There is almost no part of the world that has not been scarred by conflict from the cataclysms of the World Wars to regional and low intensity insurgencies. From the earliest times maps – even simple and rudimentary sketches have played a significant part in planning military operations in these conflicts. Notoriously the captured map that shows enemy positions has been an invaluable source of intelligence and it has been an axiom of military security that maps should never be marked.
However maps are also a very effective way of showing how a campaign or operation was planned and how it shaped up when the fighting began. The coloured symbols, numbers and letters and twisting arrows are a clear demonstration of the philosophy of war propounded by the Prussian Field Marshal Helmuth von Moltke the Elder. “No plan of operations extends with certainty beyond the first encounter with the enemy's main strength” - which is more widely known as “No plan survives contact with the enemy” and the lesser known axiom “Strategy is a system of expedients”. In a simple graphic form maps can set the scene, explain the plan and show what actually happened on the day.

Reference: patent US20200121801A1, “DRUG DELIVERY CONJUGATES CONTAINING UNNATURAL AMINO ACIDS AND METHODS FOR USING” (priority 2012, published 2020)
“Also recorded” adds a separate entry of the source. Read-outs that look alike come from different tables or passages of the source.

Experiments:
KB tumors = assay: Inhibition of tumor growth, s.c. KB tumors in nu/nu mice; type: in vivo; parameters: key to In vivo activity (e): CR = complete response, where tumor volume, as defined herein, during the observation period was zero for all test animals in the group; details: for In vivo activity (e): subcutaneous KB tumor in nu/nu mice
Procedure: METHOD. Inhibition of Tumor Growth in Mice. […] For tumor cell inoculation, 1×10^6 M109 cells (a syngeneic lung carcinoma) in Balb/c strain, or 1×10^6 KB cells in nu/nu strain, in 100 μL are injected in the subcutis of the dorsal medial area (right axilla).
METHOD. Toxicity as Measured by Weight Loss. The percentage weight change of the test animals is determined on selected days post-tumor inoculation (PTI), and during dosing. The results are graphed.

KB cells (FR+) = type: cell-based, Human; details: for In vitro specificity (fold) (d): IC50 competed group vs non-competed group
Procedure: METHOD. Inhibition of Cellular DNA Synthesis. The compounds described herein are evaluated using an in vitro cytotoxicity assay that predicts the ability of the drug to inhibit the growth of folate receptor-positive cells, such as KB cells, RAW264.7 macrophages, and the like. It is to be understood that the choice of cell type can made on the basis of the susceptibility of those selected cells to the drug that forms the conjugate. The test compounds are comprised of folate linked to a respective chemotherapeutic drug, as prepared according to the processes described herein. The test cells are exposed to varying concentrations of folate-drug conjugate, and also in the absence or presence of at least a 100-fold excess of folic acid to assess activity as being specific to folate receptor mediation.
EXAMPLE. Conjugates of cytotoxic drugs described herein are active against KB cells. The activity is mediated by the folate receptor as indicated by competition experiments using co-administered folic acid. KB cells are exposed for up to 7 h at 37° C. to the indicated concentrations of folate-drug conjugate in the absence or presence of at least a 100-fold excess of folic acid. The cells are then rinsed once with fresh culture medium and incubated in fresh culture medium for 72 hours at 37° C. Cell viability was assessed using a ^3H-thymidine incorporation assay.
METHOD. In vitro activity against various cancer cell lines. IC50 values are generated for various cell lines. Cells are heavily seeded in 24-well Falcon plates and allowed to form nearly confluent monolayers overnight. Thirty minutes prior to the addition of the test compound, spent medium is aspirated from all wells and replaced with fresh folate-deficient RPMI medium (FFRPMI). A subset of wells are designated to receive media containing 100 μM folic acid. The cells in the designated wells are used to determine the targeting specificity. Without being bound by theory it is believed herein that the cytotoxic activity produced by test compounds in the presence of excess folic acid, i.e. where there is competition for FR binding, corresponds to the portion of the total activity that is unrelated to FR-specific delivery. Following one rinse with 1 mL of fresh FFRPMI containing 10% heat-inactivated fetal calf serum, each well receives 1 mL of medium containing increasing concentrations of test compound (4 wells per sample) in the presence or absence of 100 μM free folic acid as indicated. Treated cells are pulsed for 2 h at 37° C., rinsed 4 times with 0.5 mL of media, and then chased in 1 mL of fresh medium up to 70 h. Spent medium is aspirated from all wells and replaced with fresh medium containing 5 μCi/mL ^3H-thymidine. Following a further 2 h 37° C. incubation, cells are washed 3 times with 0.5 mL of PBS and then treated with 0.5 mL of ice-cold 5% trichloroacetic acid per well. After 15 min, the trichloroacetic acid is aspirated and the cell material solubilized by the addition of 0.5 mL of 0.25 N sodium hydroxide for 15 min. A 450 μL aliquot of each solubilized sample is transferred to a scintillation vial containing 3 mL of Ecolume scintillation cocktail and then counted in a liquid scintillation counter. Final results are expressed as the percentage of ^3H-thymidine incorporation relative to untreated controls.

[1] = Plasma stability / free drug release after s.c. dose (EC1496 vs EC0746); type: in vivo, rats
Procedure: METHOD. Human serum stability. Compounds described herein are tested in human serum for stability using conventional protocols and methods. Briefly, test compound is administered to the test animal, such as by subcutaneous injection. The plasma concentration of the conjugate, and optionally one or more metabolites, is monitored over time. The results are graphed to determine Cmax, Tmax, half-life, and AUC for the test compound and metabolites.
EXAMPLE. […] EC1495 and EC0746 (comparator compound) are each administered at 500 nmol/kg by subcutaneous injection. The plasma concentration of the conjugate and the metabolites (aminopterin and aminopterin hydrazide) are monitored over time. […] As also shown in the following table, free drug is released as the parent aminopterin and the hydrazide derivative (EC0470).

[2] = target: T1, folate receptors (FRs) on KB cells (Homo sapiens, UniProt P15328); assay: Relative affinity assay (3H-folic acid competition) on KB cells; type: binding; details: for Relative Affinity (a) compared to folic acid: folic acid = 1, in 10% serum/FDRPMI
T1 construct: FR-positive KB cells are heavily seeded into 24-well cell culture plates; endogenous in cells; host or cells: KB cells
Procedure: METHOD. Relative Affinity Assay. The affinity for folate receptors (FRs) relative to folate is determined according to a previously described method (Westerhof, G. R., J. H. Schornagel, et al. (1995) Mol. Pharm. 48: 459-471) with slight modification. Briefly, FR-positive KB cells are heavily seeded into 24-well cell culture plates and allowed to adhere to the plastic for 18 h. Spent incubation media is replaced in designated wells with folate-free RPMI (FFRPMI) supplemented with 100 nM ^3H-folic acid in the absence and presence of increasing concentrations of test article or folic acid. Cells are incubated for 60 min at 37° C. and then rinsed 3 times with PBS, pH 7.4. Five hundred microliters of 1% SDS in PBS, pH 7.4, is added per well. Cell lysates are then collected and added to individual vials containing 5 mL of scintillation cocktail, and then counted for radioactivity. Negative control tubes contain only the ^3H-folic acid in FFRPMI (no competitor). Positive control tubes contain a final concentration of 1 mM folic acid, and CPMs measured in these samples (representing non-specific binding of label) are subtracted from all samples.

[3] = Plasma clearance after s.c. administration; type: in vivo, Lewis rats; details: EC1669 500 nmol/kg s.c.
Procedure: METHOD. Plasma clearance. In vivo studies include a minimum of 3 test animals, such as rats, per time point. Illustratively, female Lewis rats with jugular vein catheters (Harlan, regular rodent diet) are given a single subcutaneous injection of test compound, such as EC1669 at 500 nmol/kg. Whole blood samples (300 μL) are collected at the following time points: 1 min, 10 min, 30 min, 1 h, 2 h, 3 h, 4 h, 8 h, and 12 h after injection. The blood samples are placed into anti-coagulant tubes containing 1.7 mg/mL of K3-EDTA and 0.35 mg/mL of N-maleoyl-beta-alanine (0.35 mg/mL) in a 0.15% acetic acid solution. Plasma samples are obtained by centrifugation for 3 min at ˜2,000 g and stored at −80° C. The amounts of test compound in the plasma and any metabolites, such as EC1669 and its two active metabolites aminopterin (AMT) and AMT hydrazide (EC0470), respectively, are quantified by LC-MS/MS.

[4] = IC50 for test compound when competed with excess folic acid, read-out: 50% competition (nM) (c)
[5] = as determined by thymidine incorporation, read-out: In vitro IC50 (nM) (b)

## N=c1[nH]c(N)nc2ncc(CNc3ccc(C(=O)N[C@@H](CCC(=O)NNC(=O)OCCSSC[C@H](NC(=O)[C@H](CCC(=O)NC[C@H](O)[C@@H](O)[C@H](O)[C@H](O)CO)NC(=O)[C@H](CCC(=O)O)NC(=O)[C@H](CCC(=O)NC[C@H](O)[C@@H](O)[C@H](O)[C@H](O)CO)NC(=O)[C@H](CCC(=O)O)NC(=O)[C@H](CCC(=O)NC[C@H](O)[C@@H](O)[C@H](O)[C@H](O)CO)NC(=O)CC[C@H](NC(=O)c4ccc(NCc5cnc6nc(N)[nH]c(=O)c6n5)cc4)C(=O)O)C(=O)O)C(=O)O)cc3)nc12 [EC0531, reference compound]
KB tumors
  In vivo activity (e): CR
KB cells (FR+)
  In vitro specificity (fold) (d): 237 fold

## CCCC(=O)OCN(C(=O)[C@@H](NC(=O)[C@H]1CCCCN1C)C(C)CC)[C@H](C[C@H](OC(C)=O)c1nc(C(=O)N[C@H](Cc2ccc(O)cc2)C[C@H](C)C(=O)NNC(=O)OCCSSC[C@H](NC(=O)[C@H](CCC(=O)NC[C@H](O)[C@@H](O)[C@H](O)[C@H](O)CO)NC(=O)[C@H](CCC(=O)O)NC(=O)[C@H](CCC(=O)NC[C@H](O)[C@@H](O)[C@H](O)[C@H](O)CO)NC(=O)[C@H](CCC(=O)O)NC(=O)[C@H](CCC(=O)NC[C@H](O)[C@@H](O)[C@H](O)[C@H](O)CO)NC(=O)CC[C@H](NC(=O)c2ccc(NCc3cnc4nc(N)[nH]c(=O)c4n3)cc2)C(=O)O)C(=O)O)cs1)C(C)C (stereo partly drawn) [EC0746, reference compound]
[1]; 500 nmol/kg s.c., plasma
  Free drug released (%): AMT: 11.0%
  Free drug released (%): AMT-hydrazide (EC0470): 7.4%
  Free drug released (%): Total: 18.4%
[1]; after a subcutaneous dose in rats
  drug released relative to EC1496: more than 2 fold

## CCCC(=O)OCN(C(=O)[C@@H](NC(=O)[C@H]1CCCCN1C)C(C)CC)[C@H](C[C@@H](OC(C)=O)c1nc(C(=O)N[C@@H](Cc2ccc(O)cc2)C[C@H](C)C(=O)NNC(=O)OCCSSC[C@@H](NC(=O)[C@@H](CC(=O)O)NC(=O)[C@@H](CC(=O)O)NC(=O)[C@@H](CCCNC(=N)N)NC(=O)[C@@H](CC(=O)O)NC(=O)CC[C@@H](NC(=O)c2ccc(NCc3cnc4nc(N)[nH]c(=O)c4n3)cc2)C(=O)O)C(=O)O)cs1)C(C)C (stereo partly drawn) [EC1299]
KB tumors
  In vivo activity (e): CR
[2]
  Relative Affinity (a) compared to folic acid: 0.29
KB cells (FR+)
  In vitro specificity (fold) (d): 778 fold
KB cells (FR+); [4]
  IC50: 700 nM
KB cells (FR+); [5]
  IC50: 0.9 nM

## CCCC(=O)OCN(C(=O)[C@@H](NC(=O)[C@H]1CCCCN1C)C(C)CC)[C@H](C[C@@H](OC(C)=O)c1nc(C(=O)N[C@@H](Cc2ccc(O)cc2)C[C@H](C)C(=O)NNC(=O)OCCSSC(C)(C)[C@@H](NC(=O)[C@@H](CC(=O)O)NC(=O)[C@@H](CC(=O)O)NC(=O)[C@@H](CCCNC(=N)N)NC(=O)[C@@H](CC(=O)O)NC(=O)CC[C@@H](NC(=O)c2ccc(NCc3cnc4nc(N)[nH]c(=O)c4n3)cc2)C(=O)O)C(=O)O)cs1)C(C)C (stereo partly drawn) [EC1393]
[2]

In a modern context the Conflict History Map that combines graphics and information from Google Maps and Wikipedia is a superb tool for researching where and when these conflicts took place. It is also a valuable way of discovering what happened 25, 50 or a hundred or more years ago sometimes only a few miles from home.